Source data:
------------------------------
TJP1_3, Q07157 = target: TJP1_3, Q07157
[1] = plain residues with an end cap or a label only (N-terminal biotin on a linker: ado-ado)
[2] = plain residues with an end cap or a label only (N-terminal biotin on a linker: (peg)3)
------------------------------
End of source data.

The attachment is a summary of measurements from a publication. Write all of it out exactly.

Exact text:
TJP1_3, Q07157 = target: TJP1_3, Q07157
[1] = plain residues with an end cap or a label only (N-terminal biotin on a linker: ado-ado)
[2] = plain residues with an end cap or a label only (N-terminal biotin on a linker: (peg)3)